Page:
Top CDs of 2009 | Kevin Renick

cd_renick_lips.gif2009 finds the Lips exploring fresh sonic terrain by wandering way, way off the well-worn trail.

1. The Flaming Lips | Embryonic (Warner Bros.)

I haven’t chosen a Flaming Lips CD as Album of the Year since 1999, when The Soft Bulletin blew me and plenty of other music reviewers away. But here’s another decade closer 10 years later that boots all expectations right out the window and finds the Lips exploring fresh sonic terrain by wandering way, way off the well-worn trail. There’s Pink Floydian instrumental passages, weird, snaky soundscapes shrouded in shadow (and yet with eyes wide open), and a handful of haunting actual songs, like "Evil." This is head trippin’ music, with Wayne Coyne and Co. losing themselves in the wonder of a scenic, but often risky journey along the edge of some imposing chasm.

2. Wilco | Wilco (The Album) (Nonesuch)

Wilco has about as great a track record as any of my favorite bands of the past 15 years or so, and this is their fourth straight album to make my "Ten Best" list. It might not be as showy or creatively volatile as Yankee Hotel Foxtrot or A Ghost Is Born, but it’s a relaxed, mature album that finds leader Jeff Tweedy in great voice and the band in total sync with him every step of the way. The sound of a band firing on all cylinders and not feeling a need to prove anything is palpable here, and "You Never Know" is one of the catchiest, most ear-friendly tunes of the year.

3. Low Low Low La La La Love Love Love | Feels, Feathers, Bog and Bees (Other Electricities)

Their name may be a bit unwieldy for casual conversations with friends, but this U.K. "bedroom folk" quintet is worthy of bringing to the attention of anyone who likes gorgeous, introspective acoustic music. Actually, this isn’t just acoustic — there are some electric instruments and moments of intense aural zing here — but the tight harmonies and homey atmosphere put this in the basic realm populated by artists such as Bon Iver, Iron & Wine and Belle & Sebastian. Like its striking, misty-meadow cover photo, the album evokes some damp, rather bleak landscape outside, while inside a nearby shelter, the timeless warmth and companionship of friends and loved ones comparing notes about life over drinks and music holds sway. Blissful, melancholy, soul-stirring, harmonious and ultimately haunting…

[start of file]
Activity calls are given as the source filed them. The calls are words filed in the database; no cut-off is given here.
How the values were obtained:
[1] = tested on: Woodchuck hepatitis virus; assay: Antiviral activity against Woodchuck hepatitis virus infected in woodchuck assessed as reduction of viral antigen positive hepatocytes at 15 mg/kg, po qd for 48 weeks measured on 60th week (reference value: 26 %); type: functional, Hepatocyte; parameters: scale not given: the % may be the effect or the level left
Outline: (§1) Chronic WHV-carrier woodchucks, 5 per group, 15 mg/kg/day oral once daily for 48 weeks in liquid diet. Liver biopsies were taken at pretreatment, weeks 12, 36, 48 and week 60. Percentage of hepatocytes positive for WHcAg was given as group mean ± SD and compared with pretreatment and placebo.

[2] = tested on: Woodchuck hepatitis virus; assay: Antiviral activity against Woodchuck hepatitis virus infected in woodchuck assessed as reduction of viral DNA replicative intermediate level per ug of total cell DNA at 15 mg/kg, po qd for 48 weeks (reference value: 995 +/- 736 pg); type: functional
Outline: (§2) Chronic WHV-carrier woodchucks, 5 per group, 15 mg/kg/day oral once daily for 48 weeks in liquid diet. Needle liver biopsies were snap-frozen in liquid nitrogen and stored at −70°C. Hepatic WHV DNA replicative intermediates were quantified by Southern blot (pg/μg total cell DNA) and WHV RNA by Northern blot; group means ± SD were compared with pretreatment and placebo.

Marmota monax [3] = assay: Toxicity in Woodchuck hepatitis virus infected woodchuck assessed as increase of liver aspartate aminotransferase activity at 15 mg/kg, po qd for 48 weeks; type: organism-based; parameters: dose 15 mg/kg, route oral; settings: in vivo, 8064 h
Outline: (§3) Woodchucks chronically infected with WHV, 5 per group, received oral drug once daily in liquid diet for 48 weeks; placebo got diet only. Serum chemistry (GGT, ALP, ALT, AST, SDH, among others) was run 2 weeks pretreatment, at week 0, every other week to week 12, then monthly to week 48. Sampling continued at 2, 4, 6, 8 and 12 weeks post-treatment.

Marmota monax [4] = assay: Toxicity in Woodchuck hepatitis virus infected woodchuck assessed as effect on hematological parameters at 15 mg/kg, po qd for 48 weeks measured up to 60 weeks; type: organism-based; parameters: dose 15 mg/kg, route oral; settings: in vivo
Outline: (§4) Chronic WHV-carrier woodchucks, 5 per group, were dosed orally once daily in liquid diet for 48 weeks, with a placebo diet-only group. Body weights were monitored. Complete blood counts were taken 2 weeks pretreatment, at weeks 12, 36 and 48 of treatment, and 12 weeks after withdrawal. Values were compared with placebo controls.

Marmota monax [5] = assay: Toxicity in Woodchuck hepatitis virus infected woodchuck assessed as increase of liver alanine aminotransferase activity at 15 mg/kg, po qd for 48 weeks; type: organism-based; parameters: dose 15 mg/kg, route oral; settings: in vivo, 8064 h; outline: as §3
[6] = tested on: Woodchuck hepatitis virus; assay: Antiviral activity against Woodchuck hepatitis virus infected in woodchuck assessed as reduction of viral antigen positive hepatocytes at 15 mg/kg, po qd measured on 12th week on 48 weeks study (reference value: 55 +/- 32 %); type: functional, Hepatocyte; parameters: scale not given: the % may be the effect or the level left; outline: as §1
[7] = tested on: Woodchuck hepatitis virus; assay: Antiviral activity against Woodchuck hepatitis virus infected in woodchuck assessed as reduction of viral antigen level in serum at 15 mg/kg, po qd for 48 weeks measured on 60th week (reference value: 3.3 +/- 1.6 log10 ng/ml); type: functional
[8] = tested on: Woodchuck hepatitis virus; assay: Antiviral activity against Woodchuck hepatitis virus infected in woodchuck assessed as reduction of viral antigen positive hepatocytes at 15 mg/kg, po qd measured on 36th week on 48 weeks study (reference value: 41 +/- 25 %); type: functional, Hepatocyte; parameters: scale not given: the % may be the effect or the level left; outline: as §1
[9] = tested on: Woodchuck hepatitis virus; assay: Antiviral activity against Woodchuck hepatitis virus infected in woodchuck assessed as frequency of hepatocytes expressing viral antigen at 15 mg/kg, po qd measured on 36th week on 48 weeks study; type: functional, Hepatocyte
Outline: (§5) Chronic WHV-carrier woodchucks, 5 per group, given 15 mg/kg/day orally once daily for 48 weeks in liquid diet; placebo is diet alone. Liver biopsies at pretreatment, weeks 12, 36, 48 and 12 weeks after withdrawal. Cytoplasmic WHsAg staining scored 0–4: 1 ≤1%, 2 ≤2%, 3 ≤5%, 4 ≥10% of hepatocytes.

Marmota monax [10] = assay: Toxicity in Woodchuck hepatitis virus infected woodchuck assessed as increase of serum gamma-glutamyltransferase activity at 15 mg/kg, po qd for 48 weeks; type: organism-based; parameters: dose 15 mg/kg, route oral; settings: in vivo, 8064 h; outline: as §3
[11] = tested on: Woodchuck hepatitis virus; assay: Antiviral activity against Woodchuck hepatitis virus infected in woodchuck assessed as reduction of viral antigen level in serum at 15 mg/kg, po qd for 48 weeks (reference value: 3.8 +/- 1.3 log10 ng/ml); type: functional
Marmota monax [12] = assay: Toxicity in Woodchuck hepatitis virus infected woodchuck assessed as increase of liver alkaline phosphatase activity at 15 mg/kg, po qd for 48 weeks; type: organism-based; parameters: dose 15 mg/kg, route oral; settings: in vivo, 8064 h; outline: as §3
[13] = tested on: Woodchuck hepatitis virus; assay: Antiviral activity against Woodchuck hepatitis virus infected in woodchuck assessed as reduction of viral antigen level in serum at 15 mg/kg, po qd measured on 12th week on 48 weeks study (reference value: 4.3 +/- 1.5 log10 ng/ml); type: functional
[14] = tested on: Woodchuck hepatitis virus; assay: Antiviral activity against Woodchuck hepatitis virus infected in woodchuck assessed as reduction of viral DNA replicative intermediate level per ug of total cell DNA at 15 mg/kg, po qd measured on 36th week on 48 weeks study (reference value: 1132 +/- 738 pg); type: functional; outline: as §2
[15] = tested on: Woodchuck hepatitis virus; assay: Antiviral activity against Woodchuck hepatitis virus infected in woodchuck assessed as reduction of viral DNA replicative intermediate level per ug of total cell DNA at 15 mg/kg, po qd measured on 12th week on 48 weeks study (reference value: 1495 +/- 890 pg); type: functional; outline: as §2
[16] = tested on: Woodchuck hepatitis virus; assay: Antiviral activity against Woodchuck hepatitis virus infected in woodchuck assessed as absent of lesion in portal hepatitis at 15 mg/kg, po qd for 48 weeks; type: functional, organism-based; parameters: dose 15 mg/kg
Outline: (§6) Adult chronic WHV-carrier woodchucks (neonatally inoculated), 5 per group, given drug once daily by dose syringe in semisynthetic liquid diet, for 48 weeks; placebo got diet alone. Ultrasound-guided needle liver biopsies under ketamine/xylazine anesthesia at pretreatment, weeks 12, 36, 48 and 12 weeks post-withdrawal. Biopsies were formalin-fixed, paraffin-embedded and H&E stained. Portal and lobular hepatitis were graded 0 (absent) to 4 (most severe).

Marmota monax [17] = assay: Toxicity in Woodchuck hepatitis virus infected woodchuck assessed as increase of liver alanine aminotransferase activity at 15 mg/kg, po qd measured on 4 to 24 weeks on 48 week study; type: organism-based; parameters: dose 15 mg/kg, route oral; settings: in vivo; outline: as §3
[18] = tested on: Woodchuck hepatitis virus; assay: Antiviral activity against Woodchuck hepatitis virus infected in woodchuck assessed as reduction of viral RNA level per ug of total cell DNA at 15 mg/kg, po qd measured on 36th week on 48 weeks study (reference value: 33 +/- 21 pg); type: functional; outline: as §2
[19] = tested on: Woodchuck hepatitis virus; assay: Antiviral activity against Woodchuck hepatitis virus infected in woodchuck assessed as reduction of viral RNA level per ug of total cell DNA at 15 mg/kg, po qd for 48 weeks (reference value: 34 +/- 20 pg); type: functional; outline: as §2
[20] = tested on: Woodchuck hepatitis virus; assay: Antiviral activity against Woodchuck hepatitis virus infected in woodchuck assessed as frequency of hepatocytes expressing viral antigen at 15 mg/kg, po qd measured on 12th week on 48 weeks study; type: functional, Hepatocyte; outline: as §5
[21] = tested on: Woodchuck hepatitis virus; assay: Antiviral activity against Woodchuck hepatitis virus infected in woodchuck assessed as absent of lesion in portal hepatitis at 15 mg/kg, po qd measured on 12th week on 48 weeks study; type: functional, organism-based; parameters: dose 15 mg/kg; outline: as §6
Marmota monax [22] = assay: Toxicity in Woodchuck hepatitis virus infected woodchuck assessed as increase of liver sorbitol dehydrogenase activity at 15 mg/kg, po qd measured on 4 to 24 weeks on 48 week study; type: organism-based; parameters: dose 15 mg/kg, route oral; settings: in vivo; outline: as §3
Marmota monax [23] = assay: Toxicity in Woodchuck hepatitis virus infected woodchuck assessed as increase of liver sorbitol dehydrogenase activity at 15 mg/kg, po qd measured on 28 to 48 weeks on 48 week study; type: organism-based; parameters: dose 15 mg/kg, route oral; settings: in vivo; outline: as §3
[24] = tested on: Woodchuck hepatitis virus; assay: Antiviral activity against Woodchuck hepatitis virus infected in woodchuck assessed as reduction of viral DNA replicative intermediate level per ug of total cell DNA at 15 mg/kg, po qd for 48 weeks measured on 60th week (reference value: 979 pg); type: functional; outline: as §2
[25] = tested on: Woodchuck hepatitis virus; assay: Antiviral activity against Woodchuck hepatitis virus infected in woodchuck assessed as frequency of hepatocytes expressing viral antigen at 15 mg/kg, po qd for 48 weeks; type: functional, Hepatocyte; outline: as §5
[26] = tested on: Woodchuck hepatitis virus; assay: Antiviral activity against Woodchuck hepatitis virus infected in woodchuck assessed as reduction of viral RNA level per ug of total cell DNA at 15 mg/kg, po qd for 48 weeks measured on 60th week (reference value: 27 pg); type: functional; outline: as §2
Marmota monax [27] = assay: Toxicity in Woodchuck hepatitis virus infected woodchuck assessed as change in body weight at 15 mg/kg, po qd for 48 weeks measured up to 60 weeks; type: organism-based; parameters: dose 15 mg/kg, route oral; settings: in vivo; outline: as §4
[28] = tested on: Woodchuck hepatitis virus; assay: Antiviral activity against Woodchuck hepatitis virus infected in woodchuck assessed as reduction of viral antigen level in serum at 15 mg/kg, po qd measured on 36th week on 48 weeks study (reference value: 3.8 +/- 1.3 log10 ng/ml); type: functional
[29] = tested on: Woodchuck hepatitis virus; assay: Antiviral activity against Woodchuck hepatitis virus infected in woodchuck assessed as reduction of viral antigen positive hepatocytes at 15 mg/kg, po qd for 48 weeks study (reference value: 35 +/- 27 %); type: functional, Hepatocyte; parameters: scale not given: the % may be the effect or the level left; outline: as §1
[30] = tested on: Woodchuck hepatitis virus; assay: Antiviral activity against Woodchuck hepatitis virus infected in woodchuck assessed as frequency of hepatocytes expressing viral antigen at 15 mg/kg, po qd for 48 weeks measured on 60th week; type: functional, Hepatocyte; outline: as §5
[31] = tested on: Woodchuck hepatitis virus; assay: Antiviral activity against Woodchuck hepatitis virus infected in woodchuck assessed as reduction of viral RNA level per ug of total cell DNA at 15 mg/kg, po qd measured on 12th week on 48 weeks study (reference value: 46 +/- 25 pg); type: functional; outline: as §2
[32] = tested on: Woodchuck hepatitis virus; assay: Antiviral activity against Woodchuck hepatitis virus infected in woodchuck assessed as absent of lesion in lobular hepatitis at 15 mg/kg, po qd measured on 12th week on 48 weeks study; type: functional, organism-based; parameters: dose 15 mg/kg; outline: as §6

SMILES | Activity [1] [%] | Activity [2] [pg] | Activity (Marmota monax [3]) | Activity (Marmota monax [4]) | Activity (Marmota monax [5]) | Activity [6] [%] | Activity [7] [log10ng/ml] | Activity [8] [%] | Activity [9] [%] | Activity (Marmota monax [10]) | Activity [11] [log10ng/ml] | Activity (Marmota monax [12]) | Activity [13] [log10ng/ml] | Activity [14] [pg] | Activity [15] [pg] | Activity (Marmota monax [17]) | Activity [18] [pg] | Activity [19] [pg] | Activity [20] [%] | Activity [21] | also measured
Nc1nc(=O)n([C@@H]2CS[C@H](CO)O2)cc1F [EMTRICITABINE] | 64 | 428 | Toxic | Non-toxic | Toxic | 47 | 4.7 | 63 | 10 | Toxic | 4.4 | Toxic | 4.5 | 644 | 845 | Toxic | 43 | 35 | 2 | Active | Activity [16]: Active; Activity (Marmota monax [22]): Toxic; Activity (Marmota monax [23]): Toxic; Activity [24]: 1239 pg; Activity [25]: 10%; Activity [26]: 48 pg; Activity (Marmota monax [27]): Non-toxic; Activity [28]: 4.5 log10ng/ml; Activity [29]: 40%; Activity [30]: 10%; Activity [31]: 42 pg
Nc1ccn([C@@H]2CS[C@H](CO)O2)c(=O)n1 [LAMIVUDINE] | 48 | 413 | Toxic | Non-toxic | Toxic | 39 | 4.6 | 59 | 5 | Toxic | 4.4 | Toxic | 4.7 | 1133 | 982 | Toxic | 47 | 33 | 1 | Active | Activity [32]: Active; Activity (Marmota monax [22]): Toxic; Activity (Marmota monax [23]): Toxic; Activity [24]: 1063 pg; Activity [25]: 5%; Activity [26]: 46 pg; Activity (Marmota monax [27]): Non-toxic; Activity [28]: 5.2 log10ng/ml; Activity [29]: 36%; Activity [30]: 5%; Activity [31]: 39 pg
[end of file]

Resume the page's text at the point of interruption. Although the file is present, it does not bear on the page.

4. Helvetia | Helvetia’s Junk Shop (The Static Cult Label)

God, am I impressed by this Seattle band. This is their fourth record, and I’ve loved every one of them. The wizardly vocalist/multi-instrumentalist Jason Albertini has one of my favorite aesthetics in rock; he sings soothingly without drawing attention, plays guitar to render texture and mood hypnotically rather than to impress, and somehow manages to make records that are both surprising and consistent, with an ambiguous, drifty undercurrent that always repays multiple listens. Perfect song titles like "Leading Towards an End," "Find Your Feet," "Down in That Hollow" and "Gravity Eye" are affixed to equally perfect tracks that sometimes rock, but mostly roll through the landscape of possibilities in your mind, and the one you’re probably driving through. Wonderful, underrated stuff, and my favorite car stereo album of the year.

5. Fever Ray | Fever Ray (Mute)

Sweden’s Karin Dreijer Andersson has already proven herself a critical sensation in The Knife, the spooked electronica group she shares with her brother. On her first solo album under the odd name Fever Ray, Andersson continues to serve up skewed, unsettling slabs of skittering pop music that’s hard to pin down or categorize. This is an original voice at work, and Andersson’s dark soundscapes invite you to leave your aural comfort zone and revel in mystery. Hardly comparable to anything else, really.

6. Sonic Youth | The Eternal (Matador)